. . . . . .
SouthwestUS logo
Photo of Southwestern USA
Info | Destinations | Photos | Resources | Home

See more photos

El Morro National Monument
El Morro means "the headland," and refers to an ancient landmark which is famous for its inscriptions and ruins.Many Spaniards passed through the American Southwest region looking for gold, fame, the Seven Cities of Cibola, and other wonders and riches to conquer and plunder. Many of their names are also inscribed here. El Morro National Monument is located in Northwestern New Mexico.

The oldest Spanish inscription dates to 1605. It reads: "Paso por aqui el adelantado Don Juan de Oñate del descubrimiento de la mar del sur a 16 de Abril de 1605." In English, this translates to: "Passed by here the Governor Don Juan de Oñate from the discovery of the Sea of the South the 16th of April of 1605." The adelantado was considered the individual with the highest military, political, and judicial powers at the time of the Spanish conquest. This inscription is roughly 400 years old.

Another famous inscription is from Don Diego de Vargas. This inscription is important due to the history of the site. The inscription reads "Aquí estuvo de general Don Diego de Vargas, quien conquisto a nuestra Santa Fe y a la Real Corona todo el Nuevo Mexico a su costa, Año de 1692." Translated this reads "Here was General Don Diego de Vargas who conquered for our Holy Faith, and the Royal Crown, all of New Mexico at his own cost/expense year of 1692." This is an impressive statement considering that fact that approximately twelve years prior (1680,) the Pueblo Revolt took place and the Spaniards were driven from the area. The Spaniards that survived fled to El Paso. In 1692, de Vargas returned to establish control over the pueblos. The Spanish were able to avoid conflict with the Zuni on this occasion. The Zuni however kept their defensive position on Dowa Yalanne, a mesa, until 1699 when they felt safe from Spanish retaliation.

The Spaniards were never able to really convert the Pueblos; instead they were pretty much just barely tolerated by the Zuni and Hopi. The Zuni seemed to use the Spaniards when they needed them to join an alliance against the Apaches and the Navajo. This while Spanish records mention the Zuni took place in the Pueblo Revolt (1680).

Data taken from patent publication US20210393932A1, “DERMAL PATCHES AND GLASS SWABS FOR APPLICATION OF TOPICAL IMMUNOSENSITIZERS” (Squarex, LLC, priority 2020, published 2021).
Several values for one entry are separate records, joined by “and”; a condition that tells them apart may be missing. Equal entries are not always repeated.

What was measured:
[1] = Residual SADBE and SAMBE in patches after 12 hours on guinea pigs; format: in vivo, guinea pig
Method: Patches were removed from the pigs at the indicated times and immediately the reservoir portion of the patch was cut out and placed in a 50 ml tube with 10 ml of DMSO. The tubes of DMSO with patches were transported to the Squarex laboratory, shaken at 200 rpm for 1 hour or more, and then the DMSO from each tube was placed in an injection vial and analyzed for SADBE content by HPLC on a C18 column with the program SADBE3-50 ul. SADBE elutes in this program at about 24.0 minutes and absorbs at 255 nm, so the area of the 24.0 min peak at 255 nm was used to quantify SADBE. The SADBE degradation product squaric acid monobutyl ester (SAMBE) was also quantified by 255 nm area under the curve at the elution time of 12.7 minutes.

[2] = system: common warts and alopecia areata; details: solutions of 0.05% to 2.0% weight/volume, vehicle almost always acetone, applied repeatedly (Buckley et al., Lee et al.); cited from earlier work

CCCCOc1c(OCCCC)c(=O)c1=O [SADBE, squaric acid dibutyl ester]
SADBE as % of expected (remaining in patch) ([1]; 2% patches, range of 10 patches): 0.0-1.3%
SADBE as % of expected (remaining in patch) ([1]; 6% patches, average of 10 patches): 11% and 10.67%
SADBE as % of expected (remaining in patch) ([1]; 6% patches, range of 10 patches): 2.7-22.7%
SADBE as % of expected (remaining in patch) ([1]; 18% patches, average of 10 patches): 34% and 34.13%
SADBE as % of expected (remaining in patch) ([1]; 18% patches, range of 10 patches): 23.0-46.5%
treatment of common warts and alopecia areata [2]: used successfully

El Morro contains many inscriptions. Many of these date to the 1600s, 1700s, and 1800s. The petroglyphs are the oldest "inscriptions" and are estimated to be 700-800 years old.

There are two trails in the park. The first is the Inscription Rock Loop trail. The second is the Mesa Top Loop trail. The Inscription Rock trail contains the famous "signatures and dates" that El Morro is famous for. It is 1/2 of a mile round-trip and includes the pool of water. The Mesa Top Loop trail is two miles round trip and goes to the top of the mesa. Here visitors will see the remnants of two ancient Anasazi pueblos. The larger of the two, A'ts'ina, was excavated in the 1950's. The other (smaller of the two) has yet to be excavated. Please stay on the trail, the mesa top has cliffs that drop off for 200+ ft.

Atsinna Ruin contains a square kiva. The ruin is believed to have been two to three stories in height and the size of a small city block. It was inhabited by the Anasazi and commanded quite a view. The park is located in the high deserts of the Southwest at an elevation of 6,000-7,500 ft. The mesa itself and the ruins are at approximately 7,500 ft. The visitors center is 7,218 ft.

Location: Northwestern New Mexico. Along US 53, approximately 2.5 hours from Albuquerque, New Mexico. From Grants, New Mexico go southwest on highway 53 for approximately 43 miles. Follow the signs when you get into the area. By todays standards it is a bit out of the way. Anciently it was a major thoroughfare, in part as it contained a precious source of water. Take appropriate cautions when necessary, i.e. never cross a flooded wash, watch for flash floods if it is raining anywhere in the region, watch for deer, cows, and horses, etc. etc.

Weather: This is high altitude. Conditions can change rapidly. Please observe all warning signs. Thunderstorms with lightning can be extremely dangerous. With inclement weather, roads and trails can become impassible.

Other areas of interest in the area include Hawikuh, Acoma (Sky Pueblo), El Malpais National Monument, Zuni, Chaco Canyon, and many other sites.


Please note that all the images are copyrighted and you may not copy them
for any purpose without getting consent.

General Information | Resources | Destinations | Photos | Contact SouthwestUS | Home
©2009 SouthwestUS.com. All rights reserved. No images may be copied or reproduced in any form without written permission.